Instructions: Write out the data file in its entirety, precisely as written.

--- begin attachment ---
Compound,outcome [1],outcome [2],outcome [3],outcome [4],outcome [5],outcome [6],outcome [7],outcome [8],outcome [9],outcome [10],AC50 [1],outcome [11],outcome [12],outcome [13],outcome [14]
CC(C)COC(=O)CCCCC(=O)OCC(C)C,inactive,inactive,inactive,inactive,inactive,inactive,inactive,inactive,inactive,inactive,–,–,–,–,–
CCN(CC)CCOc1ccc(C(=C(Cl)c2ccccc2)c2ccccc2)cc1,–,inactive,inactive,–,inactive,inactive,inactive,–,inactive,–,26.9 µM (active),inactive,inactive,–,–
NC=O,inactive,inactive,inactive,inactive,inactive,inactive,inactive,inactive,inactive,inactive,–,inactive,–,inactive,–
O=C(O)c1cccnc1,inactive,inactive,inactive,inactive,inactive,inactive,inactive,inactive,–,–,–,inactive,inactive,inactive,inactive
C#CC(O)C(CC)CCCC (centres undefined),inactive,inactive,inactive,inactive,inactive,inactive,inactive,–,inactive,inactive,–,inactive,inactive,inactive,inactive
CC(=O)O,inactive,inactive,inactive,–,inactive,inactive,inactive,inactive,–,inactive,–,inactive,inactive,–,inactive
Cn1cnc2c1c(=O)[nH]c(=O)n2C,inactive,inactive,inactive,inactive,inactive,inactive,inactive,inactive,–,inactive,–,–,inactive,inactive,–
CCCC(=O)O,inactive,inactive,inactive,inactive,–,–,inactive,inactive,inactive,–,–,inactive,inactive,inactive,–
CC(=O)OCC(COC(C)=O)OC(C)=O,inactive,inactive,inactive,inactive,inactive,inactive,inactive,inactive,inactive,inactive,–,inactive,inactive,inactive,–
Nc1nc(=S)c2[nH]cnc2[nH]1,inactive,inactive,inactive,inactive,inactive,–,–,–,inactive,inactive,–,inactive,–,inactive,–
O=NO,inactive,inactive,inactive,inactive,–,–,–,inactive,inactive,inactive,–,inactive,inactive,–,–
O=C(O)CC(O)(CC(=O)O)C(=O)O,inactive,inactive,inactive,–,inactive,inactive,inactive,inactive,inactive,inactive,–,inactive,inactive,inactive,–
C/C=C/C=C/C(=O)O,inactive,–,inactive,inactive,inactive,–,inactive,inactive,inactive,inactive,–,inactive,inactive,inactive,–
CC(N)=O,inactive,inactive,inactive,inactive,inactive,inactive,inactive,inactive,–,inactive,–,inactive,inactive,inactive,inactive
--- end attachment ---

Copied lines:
Compound,outcome [1],outcome [2],outcome [3],outcome [4],outcome [5],outcome [6],outcome [7],outcome [8],outcome [9],outcome [10],AC50 [1],outcome [11],outcome [12],outcome [13],outcome [14]
CC(C)COC(=O)CCCCC(=O)OCC(C)C,inactive,inactive,inactive,inactive,inactive,inactive,inactive,inactive,inactive,inactive,–,–,–,–,–
CCN(CC)CCOc1ccc(C(=C(Cl)c2ccccc2)c2ccccc2)cc1,–,inactive,inactive,–,inactive,inactive,inactive,–,inactive,–,26.9 µM (active),inactive,inactive,–,–
NC=O,inactive,inactive,inactive,inactive,inactive,inactive,inactive,inactive,inactive,inactive,–,inactive,–,inactive,–
O=C(O)c1cccnc1,inactive,inactive,inactive,inactive,inactive,inactive,inactive,inactive,–,–,–,inactive,inactive,inactive,inactive
C#CC(O)C(CC)CCCC (centres undefined),inactive,inactive,inactive,inactive,inactive,inactive,inactive,–,inactive,inactive,–,inactive,inactive,inactive,inactive
CC(=O)O,inactive,inactive,inactive,–,inactive,inactive,inactive,inactive,–,inactive,–,inactive,inactive,–,inactive
Cn1cnc2c1c(=O)[nH]c(=O)n2C,inactive,inactive,inactive,inactive,inactive,inactive,inactive,inactive,–,inactive,–,–,inactive,inactive,–
CCCC(=O)O,inactive,inactive,inactive,inactive,–,–,inactive,inactive,inactive,–,–,inactive,inactive,inactive,–
CC(=O)OCC(COC(C)=O)OC(C)=O,inactive,inactive,inactive,inactive,inactive,inactive,inactive,inactive,inactive,inactive,–,inactive,inactive,inactive,–
Nc1nc(=S)c2[nH]cnc2[nH]1,inactive,inactive,inactive,inactive,inactive,–,–,–,inactive,inactive,–,inactive,–,inactive,–
O=NO,inactive,inactive,inactive,inactive,–,–,–,inactive,inactive,inactive,–,inactive,inactive,–,–
O=C(O)CC(O)(CC(=O)O)C(=O)O,inactive,inactive,inactive,–,inactive,inactive,inactive,inactive,inactive,inactive,–,inactive,inactive,inactive,–
C/C=C/C=C/C(=O)O,inactive,–,inactive,inactive,inactive,–,inactive,inactive,inactive,inactive,–,inactive,inactive,inactive,–
CC(N)=O,inactive,inactive,inactive,inactive,inactive,inactive,inactive,inactive,–,inactive,–,inactive,inactive,inactive,inactive